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Magical Fairy Force

Ryan Witmer


It's been slow going on this project lately. My real job's been busy and I've had the irresistible urge to play Ys VIII again.

Despite this, I have made some progress, although a lot of it has been weeding out bugs in existing code. There are a few interesting new things in this screenshot:

Magical Fairy Force, December 13th, 2018

This first new bit is that the wisps now shoot at the player. You can see a few of those shots in this image, including one that's wandered to the bottom of the screen because I haven't yet clamped the shots to the playfield boundaries.

There was a really nasty bug here that took me quite a while to fix, but I think I finally nailed it. As long as you left the wisps alone, everything went smoothly. As soon you started shooting the buggers, really weird things started happening with the wisps and their bullets. It turned out my wisp-spawning logic had some flaws in it which now have hopefully been remedied.

Also in this image are a pair of suspicious black lines on the left side of the screen. This isn't the dreaded "2600 comb," those are markers that I stuck in to test my first attempt at vertical scrolling.

I've been trying to figure out exactly how I'm going to have other things flying around on the screen. The player objects are all used up in the player itself, and the four missiles are used for the wisp shots and the player shots. That means I have to resort to the playfield if I'm going to have anything else on the screen.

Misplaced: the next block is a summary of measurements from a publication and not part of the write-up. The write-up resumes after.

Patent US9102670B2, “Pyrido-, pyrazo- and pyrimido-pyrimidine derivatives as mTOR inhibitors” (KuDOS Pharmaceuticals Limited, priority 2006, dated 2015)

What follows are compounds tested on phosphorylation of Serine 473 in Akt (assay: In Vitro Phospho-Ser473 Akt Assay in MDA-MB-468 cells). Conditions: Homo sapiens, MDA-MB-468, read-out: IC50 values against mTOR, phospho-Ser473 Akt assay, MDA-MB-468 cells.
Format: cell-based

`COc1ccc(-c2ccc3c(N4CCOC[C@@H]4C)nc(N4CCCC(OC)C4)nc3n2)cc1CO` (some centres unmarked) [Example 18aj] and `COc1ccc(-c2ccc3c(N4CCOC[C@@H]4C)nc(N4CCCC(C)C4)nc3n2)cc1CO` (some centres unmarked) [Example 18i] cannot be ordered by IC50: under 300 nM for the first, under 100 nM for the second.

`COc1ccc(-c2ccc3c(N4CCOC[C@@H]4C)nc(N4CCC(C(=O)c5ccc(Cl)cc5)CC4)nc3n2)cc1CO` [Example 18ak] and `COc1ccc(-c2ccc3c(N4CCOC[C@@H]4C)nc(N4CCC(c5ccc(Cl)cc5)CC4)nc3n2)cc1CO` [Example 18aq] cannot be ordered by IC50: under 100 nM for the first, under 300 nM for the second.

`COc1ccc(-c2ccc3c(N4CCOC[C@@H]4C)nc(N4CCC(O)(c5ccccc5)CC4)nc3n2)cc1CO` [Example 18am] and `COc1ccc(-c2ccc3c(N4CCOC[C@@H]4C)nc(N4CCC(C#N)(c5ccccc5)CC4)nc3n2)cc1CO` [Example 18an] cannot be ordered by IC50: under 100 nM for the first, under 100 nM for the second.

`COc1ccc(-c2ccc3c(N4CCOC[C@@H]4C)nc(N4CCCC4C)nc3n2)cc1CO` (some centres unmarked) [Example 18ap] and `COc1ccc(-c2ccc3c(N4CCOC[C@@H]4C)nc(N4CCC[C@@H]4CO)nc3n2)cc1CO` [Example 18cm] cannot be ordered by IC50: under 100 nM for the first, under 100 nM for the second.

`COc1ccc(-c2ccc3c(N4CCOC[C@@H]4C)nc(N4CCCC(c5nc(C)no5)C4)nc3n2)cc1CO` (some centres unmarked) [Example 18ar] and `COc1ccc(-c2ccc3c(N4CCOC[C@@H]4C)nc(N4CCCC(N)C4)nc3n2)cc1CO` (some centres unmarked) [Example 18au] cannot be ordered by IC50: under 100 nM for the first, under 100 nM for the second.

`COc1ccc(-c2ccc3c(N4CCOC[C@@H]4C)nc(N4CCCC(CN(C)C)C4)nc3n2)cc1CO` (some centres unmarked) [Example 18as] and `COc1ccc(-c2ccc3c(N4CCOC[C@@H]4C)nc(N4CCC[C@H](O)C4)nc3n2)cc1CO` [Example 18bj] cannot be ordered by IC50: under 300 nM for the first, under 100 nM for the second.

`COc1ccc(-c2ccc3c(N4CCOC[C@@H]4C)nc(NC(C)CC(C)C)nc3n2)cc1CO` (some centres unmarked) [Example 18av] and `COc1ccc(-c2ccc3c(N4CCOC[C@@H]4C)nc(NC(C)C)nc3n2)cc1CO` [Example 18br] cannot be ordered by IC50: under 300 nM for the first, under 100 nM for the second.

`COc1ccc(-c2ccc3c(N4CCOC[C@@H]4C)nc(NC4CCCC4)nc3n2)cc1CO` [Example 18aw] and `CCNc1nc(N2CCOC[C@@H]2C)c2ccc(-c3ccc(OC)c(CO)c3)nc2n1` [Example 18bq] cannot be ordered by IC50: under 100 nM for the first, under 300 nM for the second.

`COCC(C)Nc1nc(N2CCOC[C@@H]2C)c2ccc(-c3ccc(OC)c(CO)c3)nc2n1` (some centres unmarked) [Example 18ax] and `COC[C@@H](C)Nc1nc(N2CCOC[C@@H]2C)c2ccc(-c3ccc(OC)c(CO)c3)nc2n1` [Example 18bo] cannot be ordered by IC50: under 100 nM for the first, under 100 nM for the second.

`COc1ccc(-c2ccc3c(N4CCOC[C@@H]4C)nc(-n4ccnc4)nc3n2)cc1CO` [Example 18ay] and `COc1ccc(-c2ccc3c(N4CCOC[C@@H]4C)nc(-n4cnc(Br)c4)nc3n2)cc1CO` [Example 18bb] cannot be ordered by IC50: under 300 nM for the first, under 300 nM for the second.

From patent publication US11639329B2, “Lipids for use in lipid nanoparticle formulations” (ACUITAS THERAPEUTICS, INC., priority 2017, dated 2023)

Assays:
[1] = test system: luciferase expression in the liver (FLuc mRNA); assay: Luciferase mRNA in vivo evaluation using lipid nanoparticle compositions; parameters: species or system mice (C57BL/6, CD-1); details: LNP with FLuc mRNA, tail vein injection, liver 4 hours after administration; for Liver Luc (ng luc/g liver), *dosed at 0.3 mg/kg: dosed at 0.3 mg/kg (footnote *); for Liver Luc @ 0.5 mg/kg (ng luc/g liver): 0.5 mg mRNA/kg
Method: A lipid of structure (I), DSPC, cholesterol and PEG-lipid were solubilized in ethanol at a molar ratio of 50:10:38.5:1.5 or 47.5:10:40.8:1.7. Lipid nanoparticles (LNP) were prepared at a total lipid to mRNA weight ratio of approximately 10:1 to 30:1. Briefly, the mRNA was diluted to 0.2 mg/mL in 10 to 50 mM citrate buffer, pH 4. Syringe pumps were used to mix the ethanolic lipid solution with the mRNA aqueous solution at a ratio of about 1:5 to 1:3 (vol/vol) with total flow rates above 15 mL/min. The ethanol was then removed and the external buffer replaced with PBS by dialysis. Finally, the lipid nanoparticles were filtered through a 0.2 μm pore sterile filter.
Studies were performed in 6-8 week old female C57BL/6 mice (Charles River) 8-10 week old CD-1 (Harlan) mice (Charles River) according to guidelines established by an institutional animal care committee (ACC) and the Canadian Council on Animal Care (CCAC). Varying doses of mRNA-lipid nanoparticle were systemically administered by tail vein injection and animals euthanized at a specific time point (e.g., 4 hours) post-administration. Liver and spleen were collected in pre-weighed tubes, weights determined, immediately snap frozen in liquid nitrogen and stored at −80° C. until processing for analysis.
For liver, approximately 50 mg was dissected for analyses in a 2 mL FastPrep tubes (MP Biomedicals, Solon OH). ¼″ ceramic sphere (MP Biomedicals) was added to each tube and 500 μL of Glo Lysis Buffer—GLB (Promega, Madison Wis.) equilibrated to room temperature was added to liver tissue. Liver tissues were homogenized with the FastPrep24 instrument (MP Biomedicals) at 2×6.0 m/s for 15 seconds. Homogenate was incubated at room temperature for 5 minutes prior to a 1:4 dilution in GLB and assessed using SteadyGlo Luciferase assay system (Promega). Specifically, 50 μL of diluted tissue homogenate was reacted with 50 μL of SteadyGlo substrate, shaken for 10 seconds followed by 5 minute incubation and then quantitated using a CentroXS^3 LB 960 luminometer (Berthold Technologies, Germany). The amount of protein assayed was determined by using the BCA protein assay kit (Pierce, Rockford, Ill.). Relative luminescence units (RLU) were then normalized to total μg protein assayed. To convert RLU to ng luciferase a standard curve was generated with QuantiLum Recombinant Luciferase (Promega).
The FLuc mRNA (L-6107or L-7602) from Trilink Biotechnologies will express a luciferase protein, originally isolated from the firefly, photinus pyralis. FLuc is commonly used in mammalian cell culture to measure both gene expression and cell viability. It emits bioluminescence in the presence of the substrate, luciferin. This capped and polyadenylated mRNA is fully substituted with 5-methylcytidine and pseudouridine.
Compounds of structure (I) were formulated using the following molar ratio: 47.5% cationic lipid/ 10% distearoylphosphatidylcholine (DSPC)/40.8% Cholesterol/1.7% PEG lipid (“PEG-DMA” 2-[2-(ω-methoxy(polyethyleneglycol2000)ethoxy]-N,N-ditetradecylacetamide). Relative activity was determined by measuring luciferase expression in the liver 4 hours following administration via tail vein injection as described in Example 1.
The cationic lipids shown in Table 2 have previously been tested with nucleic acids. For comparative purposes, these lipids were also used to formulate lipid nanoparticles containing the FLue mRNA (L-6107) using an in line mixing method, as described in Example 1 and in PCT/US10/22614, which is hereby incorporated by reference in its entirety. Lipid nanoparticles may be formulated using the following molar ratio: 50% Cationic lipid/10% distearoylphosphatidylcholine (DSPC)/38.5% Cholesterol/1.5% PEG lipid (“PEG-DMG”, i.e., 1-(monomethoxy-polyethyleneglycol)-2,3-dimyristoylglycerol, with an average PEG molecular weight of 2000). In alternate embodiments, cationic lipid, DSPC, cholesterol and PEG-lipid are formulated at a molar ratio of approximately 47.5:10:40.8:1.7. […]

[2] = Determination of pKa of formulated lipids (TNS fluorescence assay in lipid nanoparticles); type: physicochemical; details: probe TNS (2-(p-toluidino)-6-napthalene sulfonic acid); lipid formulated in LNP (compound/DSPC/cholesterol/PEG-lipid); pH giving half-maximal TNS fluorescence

The problem with this is that the playfield is dreadfully slow. The solution to this is to make creative use of ANTIC's scrolling capabilities to simulate motion. This is a common trick in 5200 games, I'm pretty sure that the invaders in Space Invaders are just a static background that's being scrolled about. I learned how to do horizontal scrolling in RealSports Curling but vertical scrolling is a rather different beast.

There's a easy way and a hard way to do it. The easy way is to simply do a memory scan reset on every line of the display list, and update the addresses as necessary. The problem with this is that it's very slow. In my case I would have to update as many as 276 bytes on a single frame to achieve this, and that's way too much time.

Instead, I pulled off a sort of dynamic scroll which migrates a single wrap point through an in-memory display list. This pattern is used both on the top and bottom of the screen, the top scrolls up and the bottom scrolls down. Now that this is in place, I can have pretty much anything I want "raining down" on the players.

I'm still trying to figure out what exactly will be placed on the background. In the meantime I might do some busywork like clamping those wisp shots.


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